Bekker easily tops lock pile

2011-04-18 12:16
Andries Bekker (Gallo)
Comment: Rob Houwing, Sport24 chief writer

Cape Town – If you based it purely on the very reasonable grounds of sparkling form in 2011, Andries Bekker would have to be the first second-row name to be pencilled in if a Springbok team was suddenly summoned to action for a key Test match tomorrow.

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As much as he quite literally does at 2.08m in stature anyway, the Stormers No 5 presently stands taller – no, make that way taller -- than any other on a strangely faltering list of South African locks.

It is a department the country has mostly been able to pride itself upon in recent years, especially with Victor Matfield and Bakkies Botha for so long considered planet-wide by many judges as the best “firm” in the game, and there having been no lack of quality candidates in their immediate slipstream.

But how the mighty have fallen: not only has this alliance lost its lustre at a worrying rate of knots for the tottering Bulls in Super Rugby, but this area of play has slumped more broadly in South African terms as New Zealand and Australian sides – mostly in the compelling shape of the Crusaders and Reds – set the pace for standards and energy at the midway mark of this year’s regular-season campaign.

Just think about it: although Matfield did, for the record, just about lift his own sluggish game a gear in the champions’ latest defeat to the Reds in Brisbane (remember that Matfield normally prides himself on “perfection”), his supposed “enforcer” partner remained as oddly anonymous as the shy boy at the back of the class.

Not only were the Bulls beaten collectively, they were certainly eclipsed in just about every facet of second-row play by the home pairing of James Horwill and Rob Simmons ... just as Matfield and Botha had played second fiddle to Brad Thorn and Chris Jack only a week earlier.

Some element of silver lining, admittedly, came when Danie Rossouw replaced Botha in the second half at Suncorp Stadium and the veteran utility campaigner injected a bit of necessary ballast and urgency to the losing cause.

And whilst the Sharks lurk reasonably menacingly in second place on the SA conference table, their lineout has been a less than brilliant aspect of their armoury, with Steven Sykes and Alistair Hargreaves thus not exactly breaking down the door to be noticed as Bok material despite their pretty good industry outside of that key set-piece.

The basement-level Cheetahs and Lions don’t exactly burst with international-class lock material at this stage ... so that leaves just the Stormers to consider.

And at least in that SA conference-topping franchise lies a lock who is taking his personal game ever-northward rather than on some slippery descent to obscurity, in the form of Bekker.

In October two years ago, I remember penning a piece criticising Bekker’s rather “show pony” play (my view, anyway) as the Lions beat Western Province 27-25 in a Currie Cup thriller at Coca-Cola Park.

My argument then was that, despite the unusually rangy player showing up eye-catchingly in open play, he had slightly neglected his chores in the engine room, where the Lions earned an advantage that was critical to their edging the affair.

On Saturday, Bekker was wearing a Stormers jersey in a different competition, but the opponents and venue were the same: only this time the Cape side prevailed – comfortably enough in scoreboard terms even if that didn’t wholly tell the story of the hosts’ fighting spirit and occasional suggestions they might nick or at least share the spoils instead.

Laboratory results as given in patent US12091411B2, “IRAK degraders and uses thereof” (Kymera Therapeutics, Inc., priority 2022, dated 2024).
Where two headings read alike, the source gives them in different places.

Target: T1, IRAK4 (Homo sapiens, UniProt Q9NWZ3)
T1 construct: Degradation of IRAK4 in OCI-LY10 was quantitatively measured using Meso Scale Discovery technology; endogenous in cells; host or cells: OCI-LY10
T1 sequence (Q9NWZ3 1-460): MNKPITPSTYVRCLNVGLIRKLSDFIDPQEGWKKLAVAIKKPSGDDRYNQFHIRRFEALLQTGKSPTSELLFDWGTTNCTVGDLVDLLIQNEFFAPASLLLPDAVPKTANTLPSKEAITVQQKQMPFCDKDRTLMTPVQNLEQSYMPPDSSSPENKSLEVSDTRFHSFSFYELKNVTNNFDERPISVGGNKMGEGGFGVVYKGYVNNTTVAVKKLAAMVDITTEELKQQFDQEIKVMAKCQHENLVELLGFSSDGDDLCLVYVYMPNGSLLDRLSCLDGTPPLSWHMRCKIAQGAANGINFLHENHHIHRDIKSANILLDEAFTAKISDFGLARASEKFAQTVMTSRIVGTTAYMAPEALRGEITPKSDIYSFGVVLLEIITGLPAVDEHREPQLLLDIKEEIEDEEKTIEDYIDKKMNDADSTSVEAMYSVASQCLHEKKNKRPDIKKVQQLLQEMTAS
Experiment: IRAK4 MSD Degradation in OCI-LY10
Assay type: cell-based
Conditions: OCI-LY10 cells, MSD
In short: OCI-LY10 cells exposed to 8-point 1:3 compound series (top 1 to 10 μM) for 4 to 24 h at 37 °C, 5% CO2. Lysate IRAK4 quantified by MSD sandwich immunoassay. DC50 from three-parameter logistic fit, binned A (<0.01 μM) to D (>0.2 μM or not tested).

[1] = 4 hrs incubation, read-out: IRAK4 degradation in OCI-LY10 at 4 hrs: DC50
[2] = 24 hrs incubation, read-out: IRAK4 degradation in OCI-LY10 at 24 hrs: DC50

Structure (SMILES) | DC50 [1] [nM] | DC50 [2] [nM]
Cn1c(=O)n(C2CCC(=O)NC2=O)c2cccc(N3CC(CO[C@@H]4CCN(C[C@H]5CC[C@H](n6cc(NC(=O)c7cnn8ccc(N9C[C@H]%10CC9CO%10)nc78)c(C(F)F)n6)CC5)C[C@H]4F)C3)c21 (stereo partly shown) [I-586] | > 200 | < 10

And the big No 5, this time, turned in a thoroughly convincing performance in every respect ... as he has done for much of the Super Rugby season thus far, including getting the better of direct rival and more senior Springbok colleague Matfield at Loftus on March 19.

The big difference here was that not only did man-of-the-match Bekker continue to “roam” with customary zeal – his long-striding midfield bursts provide a bit of handy attacking X-factor – but he did not shirk his responsibilities this time at the coalface, where his work-rate was terrific.

Bekker was the best lineout forward on view by a country mile, and is arguably now better even than the once-peerless Matfield in this area: the latter, this season, has strangely ceased to be such a destructive “poaching” factor on the enemy throw.

Let’s face it, if you take lineout play out of Matfield’s game, he is sometimes open to criticism that the other elements to his second-row makeup can be modest – on Saturday Bekker was probably more prominent in any chosen 20 minutes of general play than the Bulls stalwart was over a full 80 against the Reds.

Indeed, with an altogether more rugged, muscular component to his game these days, there is a case for arguing that Bekker could, indeed, be partnered by Matfield anew for the Boks, even if some regard them as too “similar” in style.

I would not be so stupid or disrespectful to suggest that Matfield and Botha are goners as far as Test rugby is concerned: their status among the great combos in the game is pretty much assured.

But they need to buck up over the next few weeks and months, and quite hugely, if they are to convince the nation that they are the right lock medicine for the World Cup defence.

Right now Andries Bekker has stolen a march, and then some.

Bok team tomorrow? My second-row pairing would be Bekker with Rossouw ...

POST SCRIPT from the Sport24 editorial team .... It would seen that the Sport24 readers agree with Rob ... Well when it comes to Andries Bekker that is. According to votes in our Sport24 Team of the Tournament gizmo, Bekker is the man readers want to see in the number 4 jersey ...

Read more on:    andries bekker  |  boks

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